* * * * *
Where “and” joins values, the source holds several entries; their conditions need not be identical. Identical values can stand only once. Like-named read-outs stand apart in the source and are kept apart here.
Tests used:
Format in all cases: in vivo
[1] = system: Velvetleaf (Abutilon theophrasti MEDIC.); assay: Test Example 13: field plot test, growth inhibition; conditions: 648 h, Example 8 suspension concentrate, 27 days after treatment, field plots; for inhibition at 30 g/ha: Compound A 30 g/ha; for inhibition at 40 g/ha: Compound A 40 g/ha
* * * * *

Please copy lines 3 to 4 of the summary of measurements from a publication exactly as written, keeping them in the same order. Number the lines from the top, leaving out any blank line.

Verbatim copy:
Format in all cases: in vivo
[1] = system: Velvetleaf (Abutilon theophrasti MEDIC.); assay: Test Example 13: field plot test, growth inhibition; conditions: 648 h, Example 8 suspension concentrate, 27 days after treatment, field plots; for inhibition at 30 g/ha: Compound A 30 g/ha; for inhibition at 40 g/ha: Compound A 40 g/ha